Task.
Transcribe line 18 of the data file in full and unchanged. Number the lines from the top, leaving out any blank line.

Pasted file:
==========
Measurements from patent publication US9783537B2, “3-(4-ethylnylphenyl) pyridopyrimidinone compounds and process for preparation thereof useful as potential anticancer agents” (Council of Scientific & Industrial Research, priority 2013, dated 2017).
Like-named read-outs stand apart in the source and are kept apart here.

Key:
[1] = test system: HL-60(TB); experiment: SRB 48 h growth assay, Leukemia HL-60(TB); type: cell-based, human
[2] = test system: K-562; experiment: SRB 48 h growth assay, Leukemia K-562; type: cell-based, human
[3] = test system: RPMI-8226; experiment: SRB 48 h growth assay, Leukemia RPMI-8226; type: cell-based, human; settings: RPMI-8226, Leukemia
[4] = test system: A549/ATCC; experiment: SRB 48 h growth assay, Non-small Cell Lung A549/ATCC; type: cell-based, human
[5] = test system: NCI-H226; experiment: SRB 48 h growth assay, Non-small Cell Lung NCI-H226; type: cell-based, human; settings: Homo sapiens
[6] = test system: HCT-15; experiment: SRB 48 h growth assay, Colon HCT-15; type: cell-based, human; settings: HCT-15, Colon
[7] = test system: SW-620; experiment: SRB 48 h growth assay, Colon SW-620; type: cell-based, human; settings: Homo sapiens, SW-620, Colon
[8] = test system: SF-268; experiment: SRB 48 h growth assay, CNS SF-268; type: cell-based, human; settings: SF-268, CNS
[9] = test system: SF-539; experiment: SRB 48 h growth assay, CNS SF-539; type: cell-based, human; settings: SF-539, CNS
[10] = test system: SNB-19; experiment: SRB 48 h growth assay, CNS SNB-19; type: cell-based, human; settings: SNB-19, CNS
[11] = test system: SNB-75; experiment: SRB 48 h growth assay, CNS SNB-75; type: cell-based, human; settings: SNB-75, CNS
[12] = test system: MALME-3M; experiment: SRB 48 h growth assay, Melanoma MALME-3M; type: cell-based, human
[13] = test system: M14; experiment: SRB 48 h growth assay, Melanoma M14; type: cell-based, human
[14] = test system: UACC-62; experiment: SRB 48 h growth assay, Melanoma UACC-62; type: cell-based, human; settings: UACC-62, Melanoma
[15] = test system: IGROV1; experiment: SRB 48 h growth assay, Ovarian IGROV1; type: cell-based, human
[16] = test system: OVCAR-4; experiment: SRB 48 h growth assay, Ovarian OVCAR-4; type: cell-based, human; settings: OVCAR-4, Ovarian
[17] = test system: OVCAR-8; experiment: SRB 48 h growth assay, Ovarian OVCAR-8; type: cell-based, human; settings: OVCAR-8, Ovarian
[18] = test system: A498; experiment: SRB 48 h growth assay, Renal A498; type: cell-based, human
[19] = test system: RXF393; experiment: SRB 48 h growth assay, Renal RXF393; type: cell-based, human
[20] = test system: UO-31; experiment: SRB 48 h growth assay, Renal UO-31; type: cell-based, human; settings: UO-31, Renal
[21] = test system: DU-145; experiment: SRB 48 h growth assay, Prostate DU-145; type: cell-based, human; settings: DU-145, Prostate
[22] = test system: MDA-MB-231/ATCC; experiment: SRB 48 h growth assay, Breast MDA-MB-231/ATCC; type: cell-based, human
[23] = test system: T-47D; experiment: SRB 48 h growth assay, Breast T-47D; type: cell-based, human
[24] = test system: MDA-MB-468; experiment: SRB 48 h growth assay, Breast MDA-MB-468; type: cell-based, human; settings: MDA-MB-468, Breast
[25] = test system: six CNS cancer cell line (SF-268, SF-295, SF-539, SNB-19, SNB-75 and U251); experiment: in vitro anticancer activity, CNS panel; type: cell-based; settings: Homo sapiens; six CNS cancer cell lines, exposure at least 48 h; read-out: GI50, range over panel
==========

[15] = test system: IGROV1; experiment: SRB 48 h growth assay, Ovarian IGROV1; type: cell-based, human